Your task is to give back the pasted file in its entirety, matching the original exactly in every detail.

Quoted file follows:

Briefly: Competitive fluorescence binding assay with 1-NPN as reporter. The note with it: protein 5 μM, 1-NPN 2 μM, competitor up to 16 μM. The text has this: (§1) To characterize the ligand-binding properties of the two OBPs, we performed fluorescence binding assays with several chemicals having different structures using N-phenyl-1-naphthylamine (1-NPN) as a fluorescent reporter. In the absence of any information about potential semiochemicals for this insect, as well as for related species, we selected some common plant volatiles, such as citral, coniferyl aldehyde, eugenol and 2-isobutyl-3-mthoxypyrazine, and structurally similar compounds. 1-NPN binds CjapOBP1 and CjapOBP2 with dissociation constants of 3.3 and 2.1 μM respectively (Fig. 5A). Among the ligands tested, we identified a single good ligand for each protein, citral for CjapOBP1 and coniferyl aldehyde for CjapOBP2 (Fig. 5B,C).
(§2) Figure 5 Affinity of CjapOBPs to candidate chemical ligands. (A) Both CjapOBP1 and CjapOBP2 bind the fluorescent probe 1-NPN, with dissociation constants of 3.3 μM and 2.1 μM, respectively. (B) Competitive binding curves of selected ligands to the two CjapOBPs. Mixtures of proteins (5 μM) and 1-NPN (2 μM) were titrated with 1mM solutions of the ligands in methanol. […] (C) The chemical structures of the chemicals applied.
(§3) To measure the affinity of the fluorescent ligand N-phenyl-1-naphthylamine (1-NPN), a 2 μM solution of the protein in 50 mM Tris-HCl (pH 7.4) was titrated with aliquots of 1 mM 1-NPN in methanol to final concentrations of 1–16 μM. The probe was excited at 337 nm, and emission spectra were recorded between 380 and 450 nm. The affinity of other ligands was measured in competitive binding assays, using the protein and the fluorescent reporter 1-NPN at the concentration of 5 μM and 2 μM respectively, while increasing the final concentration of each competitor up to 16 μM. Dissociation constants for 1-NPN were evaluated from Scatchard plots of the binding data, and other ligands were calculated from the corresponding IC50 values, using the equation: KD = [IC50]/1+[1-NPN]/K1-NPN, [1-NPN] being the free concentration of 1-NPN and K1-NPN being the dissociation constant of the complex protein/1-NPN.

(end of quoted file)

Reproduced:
Briefly: Competitive fluorescence binding assay with 1-NPN as reporter. The note with it: protein 5 μM, 1-NPN 2 μM, competitor up to 16 μM. The text has this: (§1) To characterize the ligand-binding properties of the two OBPs, we performed fluorescence binding assays with several chemicals having different structures using N-phenyl-1-naphthylamine (1-NPN) as a fluorescent reporter. In the absence of any information about potential semiochemicals for this insect, as well as for related species, we selected some common plant volatiles, such as citral, coniferyl aldehyde, eugenol and 2-isobutyl-3-mthoxypyrazine, and structurally similar compounds. 1-NPN binds CjapOBP1 and CjapOBP2 with dissociation constants of 3.3 and 2.1 μM respectively (Fig. 5A). Among the ligands tested, we identified a single good ligand for each protein, citral for CjapOBP1 and coniferyl aldehyde for CjapOBP2 (Fig. 5B,C).
(§2) Figure 5 Affinity of CjapOBPs to candidate chemical ligands. (A) Both CjapOBP1 and CjapOBP2 bind the fluorescent probe 1-NPN, with dissociation constants of 3.3 μM and 2.1 μM, respectively. (B) Competitive binding curves of selected ligands to the two CjapOBPs. Mixtures of proteins (5 μM) and 1-NPN (2 μM) were titrated with 1mM solutions of the ligands in methanol. […] (C) The chemical structures of the chemicals applied.
(§3) To measure the affinity of the fluorescent ligand N-phenyl-1-naphthylamine (1-NPN), a 2 μM solution of the protein in 50 mM Tris-HCl (pH 7.4) was titrated with aliquots of 1 mM 1-NPN in methanol to final concentrations of 1–16 μM. The probe was excited at 337 nm, and emission spectra were recorded between 380 and 450 nm. The affinity of other ligands was measured in competitive binding assays, using the protein and the fluorescent reporter 1-NPN at the concentration of 5 μM and 2 μM respectively, while increasing the final concentration of each competitor up to 16 μM. Dissociation constants for 1-NPN were evaluated from Scatchard plots of the binding data, and other ligands were calculated from the corresponding IC50 values, using the equation: KD = [IC50]/1+[1-NPN]/K1-NPN, [1-NPN] being the free concentration of 1-NPN and K1-NPN being the dissociation constant of the complex protein/1-NPN.